That's great that you are looking to get into outdoor roller skating.
To answer some of your questions:
Almost any skate "boot" will work fine for outdoor recreational skating. Tall, short, vinyl, leather - it's just up to your preference. The only essential consideration is that it should fit you properly. Better materials will last longer and will break in nicely over time, but a good quality boot is not the most important factor for outdoor skating.
In general, tall boots (because of their higher heel) make balancing a bit easier for many beginners, as they position your weight more forward, over your toes. The two main advantages of short-style boots are greater ankle flexibility and a more powerful stride.
This is one of the most important factors in deciding on a roller skate. There are lots of great wheels on the market these days, for outdoor skating.
For a beginner skater, I would suggest that you don't want too big of a wheel - bigger wheels are FASTER and make it hard to get your feet under you. We usually suggest the SureGrip Aerobics, the Radar Zens or the Kryptonic 65mm for beginner skaters.
Plates & Bearings
Oh boy. This is a big world with lots of ins and outs. And you can spend a bundle very easily. You have to really assess your commitment to roller skating here.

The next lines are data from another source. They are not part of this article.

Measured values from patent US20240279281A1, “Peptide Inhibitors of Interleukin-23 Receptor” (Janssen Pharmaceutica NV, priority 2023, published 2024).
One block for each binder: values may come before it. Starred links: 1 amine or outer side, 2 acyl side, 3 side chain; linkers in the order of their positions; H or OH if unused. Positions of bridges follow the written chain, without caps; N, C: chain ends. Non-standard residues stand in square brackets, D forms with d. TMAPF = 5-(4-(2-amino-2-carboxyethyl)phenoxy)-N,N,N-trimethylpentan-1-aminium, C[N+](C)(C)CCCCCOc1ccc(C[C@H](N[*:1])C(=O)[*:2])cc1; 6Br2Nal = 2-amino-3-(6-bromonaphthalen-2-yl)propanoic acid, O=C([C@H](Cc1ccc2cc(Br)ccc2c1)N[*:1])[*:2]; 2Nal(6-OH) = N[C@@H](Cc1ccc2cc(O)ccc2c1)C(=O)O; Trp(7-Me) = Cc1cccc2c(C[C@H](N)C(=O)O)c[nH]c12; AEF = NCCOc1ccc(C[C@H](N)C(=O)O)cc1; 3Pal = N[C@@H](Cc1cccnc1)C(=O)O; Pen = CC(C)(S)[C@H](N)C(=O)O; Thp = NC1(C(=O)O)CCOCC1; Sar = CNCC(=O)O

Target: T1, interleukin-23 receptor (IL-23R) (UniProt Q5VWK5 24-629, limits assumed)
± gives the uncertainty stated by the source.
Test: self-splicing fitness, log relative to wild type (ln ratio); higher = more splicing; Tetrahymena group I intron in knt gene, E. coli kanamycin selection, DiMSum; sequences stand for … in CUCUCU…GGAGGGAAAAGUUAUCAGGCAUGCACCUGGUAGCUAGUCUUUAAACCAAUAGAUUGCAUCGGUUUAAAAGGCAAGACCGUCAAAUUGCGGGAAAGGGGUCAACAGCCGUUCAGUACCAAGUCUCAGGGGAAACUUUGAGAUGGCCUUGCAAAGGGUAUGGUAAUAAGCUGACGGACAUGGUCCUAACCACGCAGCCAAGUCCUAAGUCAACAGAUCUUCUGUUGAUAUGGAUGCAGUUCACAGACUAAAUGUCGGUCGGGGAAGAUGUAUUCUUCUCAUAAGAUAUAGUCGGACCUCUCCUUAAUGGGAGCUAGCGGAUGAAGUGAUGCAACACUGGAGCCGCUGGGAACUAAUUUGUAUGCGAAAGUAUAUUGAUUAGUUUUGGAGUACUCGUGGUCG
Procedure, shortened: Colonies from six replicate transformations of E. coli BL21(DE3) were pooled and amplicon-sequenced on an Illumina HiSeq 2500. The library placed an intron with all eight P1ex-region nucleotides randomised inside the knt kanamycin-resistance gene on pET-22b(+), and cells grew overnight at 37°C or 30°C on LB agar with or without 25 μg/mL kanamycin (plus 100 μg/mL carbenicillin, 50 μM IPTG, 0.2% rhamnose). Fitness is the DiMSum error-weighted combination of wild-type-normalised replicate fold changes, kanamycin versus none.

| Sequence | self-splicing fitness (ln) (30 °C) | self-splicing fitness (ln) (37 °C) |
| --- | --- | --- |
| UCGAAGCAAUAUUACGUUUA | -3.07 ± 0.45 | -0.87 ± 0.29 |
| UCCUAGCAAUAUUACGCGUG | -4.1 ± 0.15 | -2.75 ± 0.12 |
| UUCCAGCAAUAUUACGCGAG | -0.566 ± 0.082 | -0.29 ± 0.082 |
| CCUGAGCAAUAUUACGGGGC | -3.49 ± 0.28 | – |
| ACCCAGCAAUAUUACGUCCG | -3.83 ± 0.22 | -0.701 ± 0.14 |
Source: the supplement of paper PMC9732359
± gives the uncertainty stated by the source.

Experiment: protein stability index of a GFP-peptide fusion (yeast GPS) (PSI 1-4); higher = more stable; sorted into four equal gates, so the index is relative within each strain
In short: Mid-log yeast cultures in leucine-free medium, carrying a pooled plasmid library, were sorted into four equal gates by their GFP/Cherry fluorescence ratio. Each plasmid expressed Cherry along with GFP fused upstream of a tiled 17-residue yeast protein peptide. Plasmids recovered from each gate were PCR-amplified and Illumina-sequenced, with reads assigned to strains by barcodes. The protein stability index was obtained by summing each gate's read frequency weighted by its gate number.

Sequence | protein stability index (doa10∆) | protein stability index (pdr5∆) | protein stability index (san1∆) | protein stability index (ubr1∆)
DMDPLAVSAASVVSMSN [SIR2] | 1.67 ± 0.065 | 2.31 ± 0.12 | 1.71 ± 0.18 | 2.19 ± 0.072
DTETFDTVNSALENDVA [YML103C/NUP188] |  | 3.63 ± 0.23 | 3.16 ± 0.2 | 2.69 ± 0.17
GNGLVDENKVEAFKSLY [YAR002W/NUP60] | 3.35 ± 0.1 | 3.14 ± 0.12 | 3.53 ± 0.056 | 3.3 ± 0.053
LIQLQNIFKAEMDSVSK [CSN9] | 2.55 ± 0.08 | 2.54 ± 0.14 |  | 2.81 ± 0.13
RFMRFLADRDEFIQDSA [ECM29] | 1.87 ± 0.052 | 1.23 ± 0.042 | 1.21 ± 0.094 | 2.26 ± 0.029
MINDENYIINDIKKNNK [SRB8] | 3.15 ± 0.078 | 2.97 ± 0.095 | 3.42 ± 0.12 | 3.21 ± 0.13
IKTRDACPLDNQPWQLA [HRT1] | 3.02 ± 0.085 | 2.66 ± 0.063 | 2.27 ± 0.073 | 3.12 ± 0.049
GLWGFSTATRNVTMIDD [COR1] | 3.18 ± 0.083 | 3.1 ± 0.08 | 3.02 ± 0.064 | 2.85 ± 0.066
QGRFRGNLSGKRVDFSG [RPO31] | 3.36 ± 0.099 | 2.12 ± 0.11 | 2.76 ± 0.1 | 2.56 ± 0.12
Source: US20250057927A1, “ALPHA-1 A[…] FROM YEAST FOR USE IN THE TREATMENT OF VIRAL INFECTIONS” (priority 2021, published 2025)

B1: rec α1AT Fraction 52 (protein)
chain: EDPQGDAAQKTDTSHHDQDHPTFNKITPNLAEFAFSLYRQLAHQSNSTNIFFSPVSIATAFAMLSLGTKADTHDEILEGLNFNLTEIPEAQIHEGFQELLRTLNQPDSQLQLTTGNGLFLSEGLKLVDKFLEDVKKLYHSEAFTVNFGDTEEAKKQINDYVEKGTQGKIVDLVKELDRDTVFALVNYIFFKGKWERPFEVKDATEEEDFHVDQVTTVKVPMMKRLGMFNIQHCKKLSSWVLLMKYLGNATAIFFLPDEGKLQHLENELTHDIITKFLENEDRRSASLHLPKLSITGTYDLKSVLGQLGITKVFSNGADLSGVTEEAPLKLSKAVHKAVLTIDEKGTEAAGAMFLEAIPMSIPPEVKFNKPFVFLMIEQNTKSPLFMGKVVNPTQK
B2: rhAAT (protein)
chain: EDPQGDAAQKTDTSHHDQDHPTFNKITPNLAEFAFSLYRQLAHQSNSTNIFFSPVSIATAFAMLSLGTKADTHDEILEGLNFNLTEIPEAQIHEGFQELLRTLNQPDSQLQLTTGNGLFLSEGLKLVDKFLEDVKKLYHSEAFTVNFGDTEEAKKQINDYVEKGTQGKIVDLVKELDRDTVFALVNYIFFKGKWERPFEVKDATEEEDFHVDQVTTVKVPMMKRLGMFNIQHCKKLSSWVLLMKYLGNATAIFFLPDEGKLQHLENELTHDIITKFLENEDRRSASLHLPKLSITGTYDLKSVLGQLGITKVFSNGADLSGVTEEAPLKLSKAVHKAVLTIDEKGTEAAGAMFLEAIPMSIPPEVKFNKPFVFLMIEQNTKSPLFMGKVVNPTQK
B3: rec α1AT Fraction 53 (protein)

Cheap plates will not make your skating experience fun, but very good plates are very expensive. In general, you want to avoid plates/skates made by Chicago, Pacer or Roller Derby. Brands made by Riedell, Sure-Grip and Dominion are fairly safe bets. For bearings, those made by Powell/Bones are never a bad choice.
Buying in a store vs. buying online
Because I work for RollerGirl.ca (which is an online store as well as a brick-and-mortar store), I clearly have a bit of a bias, but here are a few tips, being as objective as I can:
- The question of sizing is obviously an important one. If you buy in-store, you know your sizing is good. If you buy online (particularly if you are overseas), you would do well to buy from a store who knows how to size skates. Once you have an idea of which skates you are interested in, call or email a couple shops to see how they would size you, and that should give you a pretty good idea about fit.
- Buying online gives you MUCH greater selection compared with any given real-live-shop. Most shops can special order items for you, but this may be more expensive or take a long while.
- Be aware of pricing. There is higher overhead associated with retail shops compared with online stores - the prices may be higher in some stores.
Phew! I hope this helps. Please keep posting if you come up with more questions